UN Secretary-General Antonio Guterres has chosen former Chilean President Michelle Bachelet to be the world body’s new human rights chief, five diplomats told Reuters news agency.
UN Deputy Secretary General Amina Mohammed told a group of ambassadors about the decision on Tuesday, diplomats said on condition of anonymity on Wednesday, as no official announcement has been made.
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Guterres’ spokesman Farhan Haq did not confirm the selection of Bachelet as the UN’s High Commissioner for Human Rights, the job’s official title.
If confirmed, Bachelet’s appointment needs to be approved by the 193-member UN General Assembly.
If she is chosen, she would replace Jordan’s Zeid Ra’ad al-Hussein, who is stepping down at the end of the month after one four-year term in the Geneva-based job.
Zeid is well-known as an outspoken critic of world leaders, including US President Donald Trump and Rodrigo Duterte of the Philippines.
“If selected, Bachelet will be taking on one of the world’s most difficult jobs at a moment when human rights are under widespread attack,” said Human Rights Watch executive director Kenneth Roth.
Bachelet, a victim of torture under the dictatorship of Augusto Pinochet, was conservative Chile‘s first female leader.
As a victim herself, Bachelet would bring a unique perspective to the UN role on the importance of a vigorous defense of human rights. People worldwide will depend on her to be a public and forceful champion, especially where offenders are powerful. https://t.co/uIltIGhkjj pic.twitter.com/YlJMI8spTw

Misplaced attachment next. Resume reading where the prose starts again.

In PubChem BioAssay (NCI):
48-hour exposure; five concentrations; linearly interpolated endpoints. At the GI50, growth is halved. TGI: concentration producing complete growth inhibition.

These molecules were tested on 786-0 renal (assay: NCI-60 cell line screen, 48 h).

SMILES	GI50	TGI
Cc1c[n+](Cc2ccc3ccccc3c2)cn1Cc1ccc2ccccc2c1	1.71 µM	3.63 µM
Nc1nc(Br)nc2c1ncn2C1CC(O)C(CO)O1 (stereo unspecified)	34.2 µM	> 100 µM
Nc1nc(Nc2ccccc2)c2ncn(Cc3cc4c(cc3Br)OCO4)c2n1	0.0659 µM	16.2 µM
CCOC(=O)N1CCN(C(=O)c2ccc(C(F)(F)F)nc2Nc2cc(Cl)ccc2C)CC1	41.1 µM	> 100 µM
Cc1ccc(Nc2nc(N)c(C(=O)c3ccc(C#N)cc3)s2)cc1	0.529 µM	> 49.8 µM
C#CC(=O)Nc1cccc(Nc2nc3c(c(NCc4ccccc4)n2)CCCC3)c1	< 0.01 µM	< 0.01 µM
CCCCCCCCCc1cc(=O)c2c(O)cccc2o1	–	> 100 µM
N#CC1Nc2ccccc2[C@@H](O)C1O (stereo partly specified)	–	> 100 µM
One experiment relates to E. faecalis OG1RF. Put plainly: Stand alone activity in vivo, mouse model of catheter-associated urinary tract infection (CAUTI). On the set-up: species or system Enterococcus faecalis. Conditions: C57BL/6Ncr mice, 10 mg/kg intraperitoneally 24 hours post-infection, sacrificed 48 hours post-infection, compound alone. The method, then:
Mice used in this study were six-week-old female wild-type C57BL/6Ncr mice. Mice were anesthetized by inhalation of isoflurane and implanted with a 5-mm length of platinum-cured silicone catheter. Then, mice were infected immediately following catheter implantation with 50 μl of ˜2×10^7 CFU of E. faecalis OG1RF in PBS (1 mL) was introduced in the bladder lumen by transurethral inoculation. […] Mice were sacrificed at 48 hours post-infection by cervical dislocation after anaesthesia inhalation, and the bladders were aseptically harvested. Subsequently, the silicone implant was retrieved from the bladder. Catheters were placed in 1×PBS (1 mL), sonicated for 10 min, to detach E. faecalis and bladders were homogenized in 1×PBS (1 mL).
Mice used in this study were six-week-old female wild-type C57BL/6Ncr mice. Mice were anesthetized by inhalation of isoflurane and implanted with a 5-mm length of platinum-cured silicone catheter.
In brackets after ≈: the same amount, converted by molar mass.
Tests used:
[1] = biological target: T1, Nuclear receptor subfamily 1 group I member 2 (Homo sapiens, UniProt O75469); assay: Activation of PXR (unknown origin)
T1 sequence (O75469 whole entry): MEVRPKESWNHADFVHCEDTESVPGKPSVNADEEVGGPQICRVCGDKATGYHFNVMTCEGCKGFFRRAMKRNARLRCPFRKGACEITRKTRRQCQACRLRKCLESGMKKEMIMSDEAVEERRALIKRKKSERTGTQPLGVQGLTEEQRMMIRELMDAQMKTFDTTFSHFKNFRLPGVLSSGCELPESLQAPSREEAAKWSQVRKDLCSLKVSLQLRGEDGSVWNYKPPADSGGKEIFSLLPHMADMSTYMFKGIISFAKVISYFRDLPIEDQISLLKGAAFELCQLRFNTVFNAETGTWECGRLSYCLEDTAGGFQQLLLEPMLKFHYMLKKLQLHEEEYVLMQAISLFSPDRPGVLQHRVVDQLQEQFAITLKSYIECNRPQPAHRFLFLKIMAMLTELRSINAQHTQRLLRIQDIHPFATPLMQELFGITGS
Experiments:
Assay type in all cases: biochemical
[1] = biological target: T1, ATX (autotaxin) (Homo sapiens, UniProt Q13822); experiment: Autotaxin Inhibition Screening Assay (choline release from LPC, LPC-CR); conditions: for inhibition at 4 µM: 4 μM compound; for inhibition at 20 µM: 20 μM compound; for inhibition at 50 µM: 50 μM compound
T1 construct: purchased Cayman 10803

— Kenneth Roth (@KenRoth) August 8, 2018
Pediatrician and socialist
The pediatrician and socialist was in office from 2006 to 2010 and again from 2014 to 2018.
Last year, Guterres appointed her to be on a high-level UN panel on mediation that provides him with advice on UN peace efforts.
The UN chief described her as a “long-time champion of women’s rights” with a “history of dynamic global leadership, highly-honed political skills and a recognised ability to create consensus.”
Born in Santiago, Bachelet was studying medicine when she was held by Pinochet’s political police for several weeks.
After her release, she went into exile with her mother to Australia and then moved to East Germany.
Bachelet returned to Chile in 1979, but was prevented from working as a doctor for political reasons. She continued studying, specialising in paediatrics and public health.
After democracy was restored to Chile in 1990, Bachelet worked for the health ministry and in 2000 was appointed health minister followed by defence minister four years later.
After her mandate she was named by the Forbes Magazine the world’s most influential woman.